Telltale signs of grim future from August 31 incidents
On Friday August 31 which coincided with Malaysia’s Independence Day and the founding of the Bersatu movement, Islamic militants and their sympathizers staged what was said to be a symbolic exercise by planting fake and real bombs, torching Thai national flags and hoisting Malaysian national flags and putting up posters challenging the Thai state at 102 spots in Yala, Pattani, Narathiwat and Songkhla provinces.
Although only five real bombs exploded or were detonated in Narathiwat, wounding only five soldiers, the fact that the outlaw elements were able to carry out such a daring feat in broad daylight and in urban areas, some of which not far away from the checkpoints manned by security forces has caused widespread alarm about the capability of the militants and the efficiency of security forces in dealing with the insurgency problem.
A breakdown of the 102 incidents is as follows: 34 incidents in Yala, 44 incidents in Narathiwat, 12 incidents in Pattani and 12 incidents in four districts of Songkhla.
The Isra news team has talked with several people about the August 31 incidents and came up with four observations and questions for the government and its security apparatus.
1. All the disturbance incidents which occurred almost simultaneously would not have been possible without the involvement of a large number of participants although the same group of perpetrators might have staged more than one incident. Some of the incidents would take time to carry out such as the hoisting Malaysian flags on high-powered electric cables. The question is why the militants and their supporters were able to operate so freely and without the itnterference of the security forces?
2. This daring exercise must have been planned for some time because it involved many cars, men and equipments such as the wooden poles to fly the Malaysian flags. The question is there are more than 60 road checkpoints in the four provinces and how come they missed or failed to stop the perpetrators?
3. Of particular concern is that some of the incidents which took place in Yala’s municipal area were supposed to be patrolled around the clock. The question is "Was it true that the area patrolled around the clock?":
4. Did the incidents a clear indication that the militants could operate any time, any where as they so wish?
5. The Thai security has claimed that the number of the militants and their sympathizers has declined to about 9,000 with several of them either arrested or defected. But the August 31 incidents appear to tell a different story?
Dr Panitharn Wattanayakorn, a security expert at Chulalongkorn University, said the August 31 incidents were alarming because they showed that the insurgency movement was capable of mobilizing new recruits to join their ranks. Had all the bombs planted been real, the damages would have been extensive and Thailand’s image would suffer badly.
He predicted more violence in the future and urged the government to explore peace talk option in order to bring about peace in the restive region.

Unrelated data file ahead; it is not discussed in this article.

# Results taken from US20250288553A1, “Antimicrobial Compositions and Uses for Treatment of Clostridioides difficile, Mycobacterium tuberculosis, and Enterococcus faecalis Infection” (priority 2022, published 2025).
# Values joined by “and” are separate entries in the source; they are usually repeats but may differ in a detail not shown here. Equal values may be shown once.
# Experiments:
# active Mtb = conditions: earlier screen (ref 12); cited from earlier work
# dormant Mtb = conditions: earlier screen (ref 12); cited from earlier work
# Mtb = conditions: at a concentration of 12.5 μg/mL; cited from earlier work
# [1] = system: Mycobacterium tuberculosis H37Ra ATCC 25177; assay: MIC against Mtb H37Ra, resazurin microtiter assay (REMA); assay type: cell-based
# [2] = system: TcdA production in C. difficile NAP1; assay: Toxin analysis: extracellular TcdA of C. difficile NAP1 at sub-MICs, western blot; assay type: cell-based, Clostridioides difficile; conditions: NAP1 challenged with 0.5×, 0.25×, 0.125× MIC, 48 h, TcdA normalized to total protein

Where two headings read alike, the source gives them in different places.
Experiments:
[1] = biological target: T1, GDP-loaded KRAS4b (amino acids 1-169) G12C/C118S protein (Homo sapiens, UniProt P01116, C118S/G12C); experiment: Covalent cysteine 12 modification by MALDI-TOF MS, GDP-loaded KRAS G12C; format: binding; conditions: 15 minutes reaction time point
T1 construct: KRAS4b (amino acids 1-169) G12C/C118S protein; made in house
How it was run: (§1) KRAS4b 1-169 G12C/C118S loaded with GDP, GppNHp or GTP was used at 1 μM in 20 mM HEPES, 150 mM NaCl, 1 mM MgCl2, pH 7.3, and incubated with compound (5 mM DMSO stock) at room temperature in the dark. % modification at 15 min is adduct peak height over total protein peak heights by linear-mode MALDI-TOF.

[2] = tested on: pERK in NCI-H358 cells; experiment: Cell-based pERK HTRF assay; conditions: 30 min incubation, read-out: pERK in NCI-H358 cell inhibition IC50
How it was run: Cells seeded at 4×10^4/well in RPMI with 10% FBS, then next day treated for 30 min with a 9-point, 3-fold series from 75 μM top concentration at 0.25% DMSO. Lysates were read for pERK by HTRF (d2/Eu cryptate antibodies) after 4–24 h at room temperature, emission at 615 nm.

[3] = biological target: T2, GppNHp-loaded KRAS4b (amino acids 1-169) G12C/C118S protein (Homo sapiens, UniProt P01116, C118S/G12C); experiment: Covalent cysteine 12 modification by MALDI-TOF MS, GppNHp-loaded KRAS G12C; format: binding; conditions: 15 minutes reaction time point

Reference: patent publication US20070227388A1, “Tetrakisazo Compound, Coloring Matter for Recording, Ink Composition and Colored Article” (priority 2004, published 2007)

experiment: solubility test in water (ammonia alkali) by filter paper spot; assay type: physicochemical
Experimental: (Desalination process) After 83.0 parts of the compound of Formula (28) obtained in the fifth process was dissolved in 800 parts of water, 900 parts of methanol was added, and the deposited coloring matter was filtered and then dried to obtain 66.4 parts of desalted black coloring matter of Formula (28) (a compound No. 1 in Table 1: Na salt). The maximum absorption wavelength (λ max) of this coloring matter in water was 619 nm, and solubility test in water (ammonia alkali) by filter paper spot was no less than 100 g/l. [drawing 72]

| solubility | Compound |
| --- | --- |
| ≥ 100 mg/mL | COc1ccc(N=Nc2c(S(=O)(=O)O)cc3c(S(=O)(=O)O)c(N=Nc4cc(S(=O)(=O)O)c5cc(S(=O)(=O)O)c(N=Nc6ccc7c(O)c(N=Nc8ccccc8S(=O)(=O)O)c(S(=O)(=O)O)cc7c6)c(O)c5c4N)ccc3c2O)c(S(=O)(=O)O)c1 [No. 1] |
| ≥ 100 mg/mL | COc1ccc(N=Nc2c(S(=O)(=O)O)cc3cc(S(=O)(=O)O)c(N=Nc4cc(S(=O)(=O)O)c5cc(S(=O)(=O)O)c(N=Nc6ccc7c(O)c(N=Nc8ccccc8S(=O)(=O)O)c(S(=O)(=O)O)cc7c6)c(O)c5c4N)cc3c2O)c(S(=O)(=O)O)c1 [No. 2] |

What appeared to be annoying is that the policy-making people in the government do not understand the real problems and are insensitive to the Malay Muslims. For instance, a statement made by a deputy prime minister in charge of security affairs that that the Thai identity must be stressed in the restive region which clearly showed his insensitivity to the ethnic difference in the region.
Another glaring example of the decision-makers’ lack of understanding of the unrest situation in the deep South was the recent transfer of General Sathian Permthong-in, defence permanent secretary, to oversee development projects by the military in the border provinces. This showed that the unrest problem was not treated as a priority problem and anyone could be assigned to work there.
Meanwhile, it was reported that Prime Minister Yingluck Shinawatra would have a sideline discussion on the unrest problem in southern Thailand with her Malaysian counterpart during the Apec Summit during September 7-9.
Thai security officers have played down the Malaysian flag hoisting incident saying that Kuala Lumpur had nothing to do with the incident and that the good neighbourly relations between the two countries remains intact.
National Security Council secretary-general Wichian Potephosri said it was not difficult to bring Malaysian flags into southern Thailand because Malaysian officials had distributed many Malaysian flags to their people in Malaysia to be flown on the independe day on August 31. Besides, bringing the Malaysian flags into Thailand is not illegal, he explained.
The NSC chief said that revocation of dual nationalities for some Thais could be an issue for discussion with Malaysian authorities in order to prevent the militants from capitalizing on dual citizenships by taking refuge in Malaysia after they committed offences on Thai soil.
Photo by Abdullah Wangni